Brassiere

A brassiere is a garment worn next to the skin with two shaped cups or pockets to hold female breast tissue; it is supported by a chest bandeau and generally two over-the-shoulder straps. It may have elastic, wire, padding, lace trim, and a variety of other parts. Strapless versions are also used on occasions where the shoulders are exposed. Specialized brassieres are made for holding breast prostheses of those with surgical removal of one or both breasts, in addition to the particular needs of maternity and nursing mothers. Brassiere styles are often dependent on the fashionable silhouette of the time: breast-flattening bands of the early 1920s, softly curved bias-cut styles of the 1930s, structured and circular stitched “torpedo” shapes of the 1940s and 1950s, unstructured and naturally shaped bras of the 1960s and 1970s, until the introduction of the Lycra-based knitted fabric sports bras of the 1980s. Any of those could be found in lingerie wardrobes, along with the ultimate in uplift and underwire by Wonderbra, Victoria’s Secret, Warnaco, and others. It is not anatomically or physiologically necessary to support the breasts, but is strictly a fashionable or socially demanded item.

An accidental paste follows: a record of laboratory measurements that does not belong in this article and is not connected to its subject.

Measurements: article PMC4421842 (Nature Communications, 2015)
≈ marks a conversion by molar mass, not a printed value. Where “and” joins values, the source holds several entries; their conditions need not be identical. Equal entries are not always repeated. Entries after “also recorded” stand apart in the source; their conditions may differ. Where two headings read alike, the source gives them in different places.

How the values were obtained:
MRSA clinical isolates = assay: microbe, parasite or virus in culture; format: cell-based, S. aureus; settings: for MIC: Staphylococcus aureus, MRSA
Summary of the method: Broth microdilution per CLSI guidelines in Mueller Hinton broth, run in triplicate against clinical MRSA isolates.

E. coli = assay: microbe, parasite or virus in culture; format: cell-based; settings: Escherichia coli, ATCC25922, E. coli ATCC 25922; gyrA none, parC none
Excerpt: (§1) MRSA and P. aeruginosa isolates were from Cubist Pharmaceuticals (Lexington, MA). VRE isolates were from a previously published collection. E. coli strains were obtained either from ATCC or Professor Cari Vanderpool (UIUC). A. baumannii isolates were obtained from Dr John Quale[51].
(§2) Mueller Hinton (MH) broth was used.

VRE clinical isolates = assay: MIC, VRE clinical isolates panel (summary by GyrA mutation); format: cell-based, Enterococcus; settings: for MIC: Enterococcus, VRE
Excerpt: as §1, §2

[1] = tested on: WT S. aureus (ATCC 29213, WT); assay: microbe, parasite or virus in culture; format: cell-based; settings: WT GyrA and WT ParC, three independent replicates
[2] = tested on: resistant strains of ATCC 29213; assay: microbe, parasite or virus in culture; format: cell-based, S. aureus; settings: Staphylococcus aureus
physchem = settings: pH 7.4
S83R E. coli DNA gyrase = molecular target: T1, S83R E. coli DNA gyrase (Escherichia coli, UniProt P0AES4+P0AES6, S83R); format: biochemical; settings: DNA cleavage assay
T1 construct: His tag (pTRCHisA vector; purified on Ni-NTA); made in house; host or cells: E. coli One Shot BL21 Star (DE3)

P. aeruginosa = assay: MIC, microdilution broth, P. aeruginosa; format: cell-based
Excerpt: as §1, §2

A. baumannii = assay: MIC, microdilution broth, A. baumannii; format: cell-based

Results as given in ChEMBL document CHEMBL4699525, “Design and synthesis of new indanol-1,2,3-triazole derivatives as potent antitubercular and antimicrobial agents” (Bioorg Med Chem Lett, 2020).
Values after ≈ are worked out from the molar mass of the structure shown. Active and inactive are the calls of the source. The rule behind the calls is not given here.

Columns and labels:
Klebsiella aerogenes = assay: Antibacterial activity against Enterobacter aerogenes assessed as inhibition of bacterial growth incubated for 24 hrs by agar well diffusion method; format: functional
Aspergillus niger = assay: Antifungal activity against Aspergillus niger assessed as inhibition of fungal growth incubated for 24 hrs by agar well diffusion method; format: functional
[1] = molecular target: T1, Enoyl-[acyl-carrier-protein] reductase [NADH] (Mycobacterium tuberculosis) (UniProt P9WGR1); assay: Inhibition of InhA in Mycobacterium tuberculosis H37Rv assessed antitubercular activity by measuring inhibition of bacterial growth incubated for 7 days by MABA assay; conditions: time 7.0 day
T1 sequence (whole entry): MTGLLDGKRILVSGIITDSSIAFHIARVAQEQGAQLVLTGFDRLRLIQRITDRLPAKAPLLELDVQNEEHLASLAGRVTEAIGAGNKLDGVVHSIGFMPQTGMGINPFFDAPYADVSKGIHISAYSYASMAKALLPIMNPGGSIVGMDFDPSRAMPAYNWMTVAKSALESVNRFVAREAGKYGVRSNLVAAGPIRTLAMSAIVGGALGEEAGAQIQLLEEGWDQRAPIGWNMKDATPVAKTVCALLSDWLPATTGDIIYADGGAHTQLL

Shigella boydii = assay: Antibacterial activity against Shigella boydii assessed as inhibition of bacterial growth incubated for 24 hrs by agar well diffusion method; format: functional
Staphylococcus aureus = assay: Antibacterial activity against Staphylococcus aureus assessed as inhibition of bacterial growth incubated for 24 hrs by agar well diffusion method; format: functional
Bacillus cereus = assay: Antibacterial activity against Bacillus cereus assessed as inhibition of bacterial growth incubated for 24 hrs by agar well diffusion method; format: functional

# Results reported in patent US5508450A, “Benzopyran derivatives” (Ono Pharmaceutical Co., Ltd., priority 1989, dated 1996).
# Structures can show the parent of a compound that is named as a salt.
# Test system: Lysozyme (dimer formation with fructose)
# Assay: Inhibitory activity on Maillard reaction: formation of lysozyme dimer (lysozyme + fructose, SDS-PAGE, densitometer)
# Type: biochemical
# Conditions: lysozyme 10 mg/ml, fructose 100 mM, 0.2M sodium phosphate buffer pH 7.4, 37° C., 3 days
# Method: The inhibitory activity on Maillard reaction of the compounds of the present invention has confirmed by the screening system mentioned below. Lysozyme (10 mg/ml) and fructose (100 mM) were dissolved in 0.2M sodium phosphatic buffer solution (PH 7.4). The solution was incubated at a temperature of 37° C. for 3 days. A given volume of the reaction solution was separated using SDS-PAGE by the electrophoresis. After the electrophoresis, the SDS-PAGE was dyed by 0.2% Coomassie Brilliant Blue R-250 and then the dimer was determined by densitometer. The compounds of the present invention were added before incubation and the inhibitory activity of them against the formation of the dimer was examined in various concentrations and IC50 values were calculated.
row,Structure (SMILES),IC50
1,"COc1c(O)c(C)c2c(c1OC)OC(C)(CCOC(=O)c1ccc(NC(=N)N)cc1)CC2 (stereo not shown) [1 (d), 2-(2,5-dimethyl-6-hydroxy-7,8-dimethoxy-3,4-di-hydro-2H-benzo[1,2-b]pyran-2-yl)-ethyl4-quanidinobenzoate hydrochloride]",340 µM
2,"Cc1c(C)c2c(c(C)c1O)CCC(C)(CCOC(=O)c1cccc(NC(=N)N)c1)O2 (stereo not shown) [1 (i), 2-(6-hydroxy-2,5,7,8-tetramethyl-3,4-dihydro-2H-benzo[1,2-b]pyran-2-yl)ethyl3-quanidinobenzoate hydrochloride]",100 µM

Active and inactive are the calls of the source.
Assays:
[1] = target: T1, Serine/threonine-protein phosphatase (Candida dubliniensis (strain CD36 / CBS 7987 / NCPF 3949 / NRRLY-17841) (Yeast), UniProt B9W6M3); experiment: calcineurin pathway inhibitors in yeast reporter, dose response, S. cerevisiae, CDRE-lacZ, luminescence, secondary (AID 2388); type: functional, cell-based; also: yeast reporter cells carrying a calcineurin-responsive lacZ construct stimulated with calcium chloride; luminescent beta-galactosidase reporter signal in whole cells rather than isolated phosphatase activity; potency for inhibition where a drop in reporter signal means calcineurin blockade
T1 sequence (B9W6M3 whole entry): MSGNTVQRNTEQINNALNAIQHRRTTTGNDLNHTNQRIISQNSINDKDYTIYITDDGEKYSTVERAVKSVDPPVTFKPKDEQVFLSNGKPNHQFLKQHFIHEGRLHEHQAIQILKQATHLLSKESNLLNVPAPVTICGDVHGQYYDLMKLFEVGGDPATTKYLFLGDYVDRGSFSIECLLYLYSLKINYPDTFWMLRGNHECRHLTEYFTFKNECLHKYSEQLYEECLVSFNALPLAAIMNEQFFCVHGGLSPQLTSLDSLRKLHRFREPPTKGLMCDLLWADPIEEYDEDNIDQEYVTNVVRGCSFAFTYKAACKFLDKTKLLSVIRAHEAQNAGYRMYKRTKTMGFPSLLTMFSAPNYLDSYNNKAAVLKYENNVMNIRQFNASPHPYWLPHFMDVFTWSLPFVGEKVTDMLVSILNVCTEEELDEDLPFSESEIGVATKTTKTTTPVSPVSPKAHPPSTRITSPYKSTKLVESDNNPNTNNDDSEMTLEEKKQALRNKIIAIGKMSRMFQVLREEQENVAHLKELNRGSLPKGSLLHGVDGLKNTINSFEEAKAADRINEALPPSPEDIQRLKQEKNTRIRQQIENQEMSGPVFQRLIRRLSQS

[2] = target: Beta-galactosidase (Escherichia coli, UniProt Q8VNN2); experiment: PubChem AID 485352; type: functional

Breast coverings, in the form of tight bandeaus, have been worn throughout history and by many different ethnic groups of women, but the particularly designed and shoulder-supported garment we know today was a product of the nineteenth-century Dress Reform. United States patent #40,907 issued to Luman L. Chapman in 1863 may be the first recorded design in America, but is almost certainly not the first such garment produced for women wishing to substitute a more comfortable garment for their fashionable tight-laced corsets.

Brassiere advertisement. This advertisement shows the soft, curved bias-cut styles popular in the 1930s. The French word brassiere, adopted in the United States about 1904 when it appeared in an advertisement in New York, gave the garment a French quality. They were previously known as "bust, bosom, or breast supporters/corsets."

Brassiere advertisement. This advertisement shows the soft, curved bias-cut styles popular in the 1930s. The French word brassiere, adopted in the United States about 1904 when it appeared in an advertisement in New York, gave the garment a French quality. They were previously known as "bust, bosom, or breast supporters/corsets."